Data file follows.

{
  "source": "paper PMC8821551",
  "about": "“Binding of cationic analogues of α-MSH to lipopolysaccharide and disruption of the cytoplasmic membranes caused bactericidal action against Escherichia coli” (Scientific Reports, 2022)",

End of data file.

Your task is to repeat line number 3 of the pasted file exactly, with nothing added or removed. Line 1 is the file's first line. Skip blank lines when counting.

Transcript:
  "about": "“Binding of cationic analogues of α-MSH to lipopolysaccharide and disruption of the cytoplasmic membranes caused bactericidal action against Escherichia coli” (Scientific Reports, 2022)",